In an effort to hide their bingeing and purging, people with bulimia often withdraw from the supportive people in their lives, such as family members and friends. This leads to increased low self-esteem and loneliness.
As they isolate themselves from loved ones, this separation reinforces their feelings of low self-worth. They feel unlovable since they don’t have close relationships and are often alone.
What Not to Look For: Weight Changes
Purging is a remarkably inefficient way to avoid weight gain. Plenty of calories enter your body through your mouth as you chew, and others are absorbed by your body before laxatives remove them. While people with bulimia often want to be thin, they rarely are.
Similarly, many people with bulimia binge and purge infrequently. They may not gain a massive amount of weight despite their eating patterns. Outsiders think they look normal, so they never suspect that anything is amiss.
Someone you love could be bingeing and purging even if you don’t notice any weight issues.
Bingeing and purging are the two hallmark symptoms of bulimia, not weight changes. Someone you love could be suffering from harmful binge and purge behaviors even if you don’t see any weight issues at all. (5)
The lack of weight loss may drive the person further into their harmful behaviors, causing them to take additional measures to purge the calories they consume in a binge. Some people with bulimia who vomit to purge may begin using laxatives or diuretics in addition to vomiting.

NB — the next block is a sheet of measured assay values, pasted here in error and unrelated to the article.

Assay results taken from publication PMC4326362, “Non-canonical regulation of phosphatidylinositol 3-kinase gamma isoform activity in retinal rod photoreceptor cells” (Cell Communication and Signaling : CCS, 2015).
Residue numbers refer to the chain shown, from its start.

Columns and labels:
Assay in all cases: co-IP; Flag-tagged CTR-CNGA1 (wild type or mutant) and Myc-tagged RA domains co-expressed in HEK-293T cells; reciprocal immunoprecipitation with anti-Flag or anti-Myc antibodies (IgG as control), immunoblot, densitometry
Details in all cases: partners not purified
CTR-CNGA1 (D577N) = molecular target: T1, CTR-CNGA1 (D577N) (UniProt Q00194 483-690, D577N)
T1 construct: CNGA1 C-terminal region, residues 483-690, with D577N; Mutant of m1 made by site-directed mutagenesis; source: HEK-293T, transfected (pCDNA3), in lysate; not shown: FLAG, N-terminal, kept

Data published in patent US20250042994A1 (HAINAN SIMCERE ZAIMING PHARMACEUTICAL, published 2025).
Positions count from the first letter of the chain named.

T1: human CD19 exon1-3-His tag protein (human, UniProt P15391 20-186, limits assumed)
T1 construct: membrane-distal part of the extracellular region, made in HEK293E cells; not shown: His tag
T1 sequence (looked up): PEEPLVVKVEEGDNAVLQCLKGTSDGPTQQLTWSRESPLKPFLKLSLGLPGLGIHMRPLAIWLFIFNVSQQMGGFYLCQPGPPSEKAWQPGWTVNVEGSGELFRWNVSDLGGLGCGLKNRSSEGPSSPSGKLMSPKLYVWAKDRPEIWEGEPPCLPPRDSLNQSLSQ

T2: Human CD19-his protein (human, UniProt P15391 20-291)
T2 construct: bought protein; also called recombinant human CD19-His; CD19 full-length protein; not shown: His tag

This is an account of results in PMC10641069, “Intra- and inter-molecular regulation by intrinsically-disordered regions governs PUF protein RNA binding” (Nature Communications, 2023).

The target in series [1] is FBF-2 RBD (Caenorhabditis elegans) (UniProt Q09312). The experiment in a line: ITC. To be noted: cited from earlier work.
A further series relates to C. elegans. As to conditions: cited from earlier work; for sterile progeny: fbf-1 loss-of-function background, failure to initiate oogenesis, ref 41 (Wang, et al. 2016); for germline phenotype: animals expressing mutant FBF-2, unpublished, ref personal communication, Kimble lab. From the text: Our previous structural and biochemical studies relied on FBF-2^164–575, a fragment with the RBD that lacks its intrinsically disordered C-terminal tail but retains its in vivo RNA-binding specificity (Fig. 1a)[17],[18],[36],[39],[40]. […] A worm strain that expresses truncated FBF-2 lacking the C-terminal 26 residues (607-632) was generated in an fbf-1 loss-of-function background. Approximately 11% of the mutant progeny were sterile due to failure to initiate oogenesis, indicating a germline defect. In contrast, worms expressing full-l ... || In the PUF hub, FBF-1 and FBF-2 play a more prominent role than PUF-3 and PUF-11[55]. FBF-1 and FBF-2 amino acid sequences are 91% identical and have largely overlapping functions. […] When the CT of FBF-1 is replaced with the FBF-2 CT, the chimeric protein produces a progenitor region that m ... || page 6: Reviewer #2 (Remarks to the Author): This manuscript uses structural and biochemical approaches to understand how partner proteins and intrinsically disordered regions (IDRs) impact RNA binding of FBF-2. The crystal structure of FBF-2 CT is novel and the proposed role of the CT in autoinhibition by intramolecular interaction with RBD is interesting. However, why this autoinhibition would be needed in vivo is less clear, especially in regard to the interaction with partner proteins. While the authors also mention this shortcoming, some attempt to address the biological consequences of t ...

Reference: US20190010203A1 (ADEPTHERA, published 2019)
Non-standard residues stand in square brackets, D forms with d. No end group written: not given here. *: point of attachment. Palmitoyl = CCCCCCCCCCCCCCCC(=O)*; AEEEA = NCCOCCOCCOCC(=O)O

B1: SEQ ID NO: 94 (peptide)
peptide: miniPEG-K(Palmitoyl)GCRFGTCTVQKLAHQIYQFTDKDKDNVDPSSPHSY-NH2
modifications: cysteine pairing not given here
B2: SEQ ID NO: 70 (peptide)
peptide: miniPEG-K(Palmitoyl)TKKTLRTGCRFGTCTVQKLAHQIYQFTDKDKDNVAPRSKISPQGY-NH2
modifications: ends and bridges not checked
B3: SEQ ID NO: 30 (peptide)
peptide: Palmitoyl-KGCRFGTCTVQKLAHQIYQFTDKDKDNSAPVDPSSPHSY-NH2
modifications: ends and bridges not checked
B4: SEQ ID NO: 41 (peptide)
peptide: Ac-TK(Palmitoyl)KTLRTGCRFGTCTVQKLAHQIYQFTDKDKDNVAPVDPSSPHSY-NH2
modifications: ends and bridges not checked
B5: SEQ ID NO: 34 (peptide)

What to Do Next to Help Your Loved One
You believe that someone you love has bulimia. What’s your next step?
First, start an open and honest conversation. Explain the signs you’ve seen, and express how concerned you are.
Be as kind and gentle as you can during this talk. It’s very scary to have an eating disorder, and the person will need your help to get better. Remind the person you’re here to help and that you’ll find the right treatment program together.
Professional assistance is available to help your loved one. Bulimia and other eating disorders often co-occur with other mental health issues, such as anxiety or depression.
A comprehensive treatment program will address all co-occurring conditions, ensuring the person has a solid foundation in recovery. The eating disorder can’t be effectively managed if other mental health issues are left untreated.
- Binge Eating. (March 2022). U.S. Department of Health and Human Services.
- The Medical Complications Associated With Purging. (March 2016). International Journal of Eating Disorders.
- A Risk and Maintenance Model for Bulimia Nervosa: From Impulsive Action to Compulsive Behavior. (July 2016). Psychological Review.
- The Role of Perceived Loneliness and Isolation in the Relapse from Recovery in Patients With Anorexia and Bulimia Nervosa. (June 2004). Clinical Social Work Journal.
- Bulimia Nervosa: A Primary Care Review. (2003). The Primary Care Companion to the Journal of Clinical Psychiatry.